Environmental_Science_9e_Ch15 - CHAPTER 15 CHAPTER OUTLINE...

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Energy: Its Use and the Environment
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Chapter 6 / Exercise 5
Energy: Its Use and the Environment
Hinrichs/Kleinbach
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313 M ichael Reynolds is a maverick in the construction industry. Based in Taos, New Mexico, Reynolds builds homes that embody many of the principles of sustainability. The walls, for example, are constructed of used automobile tires that otherwise would have ended up in landfills. The recycled tires are packed with dirt from the construction site, using a local resource. They’re laid on top of one another like bricks to build thick walls. Cement Foundations of a Sustainable Energy System: Conservation and Renewable Energy Energy Conservation: Foundation of a Sustainable Energy System Renewable Energy Sources Is a Renewable Energy Supply System Possible? Spotlight on Sustainable Development 15-1: Air France Pledges Cuts in Carbon Emissions Spotlight on Sustainable Development 15-2: Reinventing the Automobile Spotlight on Sustainable Development 15-3: Greensburg, Kansas Goes Green Spotlight on Sustainable Development 15-4: A Solar Giant Grows Taller Viewpoint: Bird Kills from Commercial Wind Farms: Fact or Fiction? Point/Counterpoint: The Debate over Hydrogen Energy 15.3 15.2 15.1 CHAPTER OUTLINE CHAPTER 15 I’d put my money on the sun and solar energy. What a source of power! I hope we don’t have to wait ‘til oil and coal run out before we tackle that. —Thomas Edison
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Energy: Its Use and the Environment
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Chapter 6 / Exercise 5
Energy: Its Use and the Environment
Hinrichs/Kleinbach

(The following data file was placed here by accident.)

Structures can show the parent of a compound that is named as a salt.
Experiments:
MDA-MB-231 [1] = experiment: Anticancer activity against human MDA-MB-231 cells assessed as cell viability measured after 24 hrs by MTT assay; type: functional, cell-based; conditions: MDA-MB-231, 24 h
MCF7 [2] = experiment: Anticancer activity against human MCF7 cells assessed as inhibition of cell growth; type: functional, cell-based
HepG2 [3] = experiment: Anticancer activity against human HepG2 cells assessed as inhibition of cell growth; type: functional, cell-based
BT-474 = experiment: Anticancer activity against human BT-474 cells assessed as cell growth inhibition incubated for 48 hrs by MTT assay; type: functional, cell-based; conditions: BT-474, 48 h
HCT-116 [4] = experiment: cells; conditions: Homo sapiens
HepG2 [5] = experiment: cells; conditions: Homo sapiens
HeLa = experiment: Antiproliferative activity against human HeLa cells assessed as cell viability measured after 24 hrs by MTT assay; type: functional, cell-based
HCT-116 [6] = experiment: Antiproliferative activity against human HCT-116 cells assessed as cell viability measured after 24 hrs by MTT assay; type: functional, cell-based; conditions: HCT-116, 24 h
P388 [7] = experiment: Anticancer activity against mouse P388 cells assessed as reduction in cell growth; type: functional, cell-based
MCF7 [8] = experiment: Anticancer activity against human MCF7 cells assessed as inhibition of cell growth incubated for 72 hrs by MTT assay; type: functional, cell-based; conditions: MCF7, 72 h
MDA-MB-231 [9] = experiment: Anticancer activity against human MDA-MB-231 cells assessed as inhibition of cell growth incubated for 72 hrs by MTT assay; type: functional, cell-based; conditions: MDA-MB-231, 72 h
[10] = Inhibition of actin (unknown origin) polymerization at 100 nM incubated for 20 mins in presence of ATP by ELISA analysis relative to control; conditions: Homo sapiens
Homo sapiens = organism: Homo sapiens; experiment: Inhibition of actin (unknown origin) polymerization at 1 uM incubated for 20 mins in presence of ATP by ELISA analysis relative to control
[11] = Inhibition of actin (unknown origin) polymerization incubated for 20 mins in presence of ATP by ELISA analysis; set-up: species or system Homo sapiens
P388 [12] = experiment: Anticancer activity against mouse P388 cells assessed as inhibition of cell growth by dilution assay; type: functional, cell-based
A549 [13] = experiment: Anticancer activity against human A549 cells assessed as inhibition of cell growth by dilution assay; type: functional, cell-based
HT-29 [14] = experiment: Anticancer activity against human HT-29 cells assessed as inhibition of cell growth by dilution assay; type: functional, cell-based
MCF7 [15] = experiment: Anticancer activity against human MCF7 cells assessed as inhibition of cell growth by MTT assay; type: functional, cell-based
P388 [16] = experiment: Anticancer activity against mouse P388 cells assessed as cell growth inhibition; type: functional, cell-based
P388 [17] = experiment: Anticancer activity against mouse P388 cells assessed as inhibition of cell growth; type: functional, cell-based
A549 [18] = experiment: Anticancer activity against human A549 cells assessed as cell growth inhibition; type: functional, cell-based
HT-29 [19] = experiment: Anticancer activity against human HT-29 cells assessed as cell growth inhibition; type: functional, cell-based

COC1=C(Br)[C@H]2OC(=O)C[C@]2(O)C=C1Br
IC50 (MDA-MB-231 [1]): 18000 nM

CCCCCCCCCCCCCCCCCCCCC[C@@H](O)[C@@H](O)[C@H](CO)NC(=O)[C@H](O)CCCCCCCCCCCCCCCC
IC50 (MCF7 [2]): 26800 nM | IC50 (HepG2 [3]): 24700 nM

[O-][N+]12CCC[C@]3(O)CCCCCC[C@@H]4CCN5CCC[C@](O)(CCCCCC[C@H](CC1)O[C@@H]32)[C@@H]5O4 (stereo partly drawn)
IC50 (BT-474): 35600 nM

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314 PART IV. Resource Issues: Solutions for a Sustainable Society stucco or earthen plaster is then applied to the tire walls, creating an appealing design ( FIGURE 15-1a ). Reynolds’s houses, called Earthships , are generally built into the sides of hills, taking advantage of the Earth to shelter the house from summer heat and winter cold. With their thick walls and well- insulated ceilings, Earthships are heated by the sun and are extremely energy efficient. They stay cool in the summer and warm in the winter. Reynolds’s homes are designed with interior planters that line the south wall, permitting resi- dents to grow a variety of vegetables year round ( FIGURE 15-1b ). The plants are watered with waste- water from sinks and showers—commonly called gray water . In his most recent designs, Reynolds has devised a system to capture nutrients from toilet water. The waste is fed into specially lined out- door planters, where it is broken down by bacte- ria and other microorganisms. The nutrients are used by plants growing in the planters. Besides being heated by the sun, Reynolds’s homes generate their own electricity from sunlight and are equipped with efficient lighting systems and appliances. His homes even capture and purify rainwater and snowmelt off the roof for cooking, drinking, bathing, washing dishes, and other uses. Earthships are designed for self-sufficiency and environmental responsibility. They are unlike con- ventional homes, which Reynolds likens to pa- tients in intensive care units that depend on outside support in the form of food, water, and energy.

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